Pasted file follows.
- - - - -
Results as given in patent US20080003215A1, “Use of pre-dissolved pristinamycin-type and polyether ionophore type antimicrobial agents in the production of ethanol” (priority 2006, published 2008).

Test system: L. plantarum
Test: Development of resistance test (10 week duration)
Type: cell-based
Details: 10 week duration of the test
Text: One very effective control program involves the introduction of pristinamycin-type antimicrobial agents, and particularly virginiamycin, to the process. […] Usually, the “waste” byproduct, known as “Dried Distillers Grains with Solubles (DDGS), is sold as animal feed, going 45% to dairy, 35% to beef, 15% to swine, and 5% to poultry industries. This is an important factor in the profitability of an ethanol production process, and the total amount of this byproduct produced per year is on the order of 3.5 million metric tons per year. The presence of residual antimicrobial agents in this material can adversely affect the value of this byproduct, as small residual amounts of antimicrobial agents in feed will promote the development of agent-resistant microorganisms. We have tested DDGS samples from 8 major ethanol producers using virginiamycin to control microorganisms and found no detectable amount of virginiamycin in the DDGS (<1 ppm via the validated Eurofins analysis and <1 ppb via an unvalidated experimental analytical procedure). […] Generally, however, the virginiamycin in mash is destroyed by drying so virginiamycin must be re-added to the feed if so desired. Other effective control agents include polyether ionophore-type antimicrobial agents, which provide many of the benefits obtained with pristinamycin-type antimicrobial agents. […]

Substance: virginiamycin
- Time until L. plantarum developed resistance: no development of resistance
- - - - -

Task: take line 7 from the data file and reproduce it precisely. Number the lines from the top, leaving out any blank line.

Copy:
Substance: virginiamycin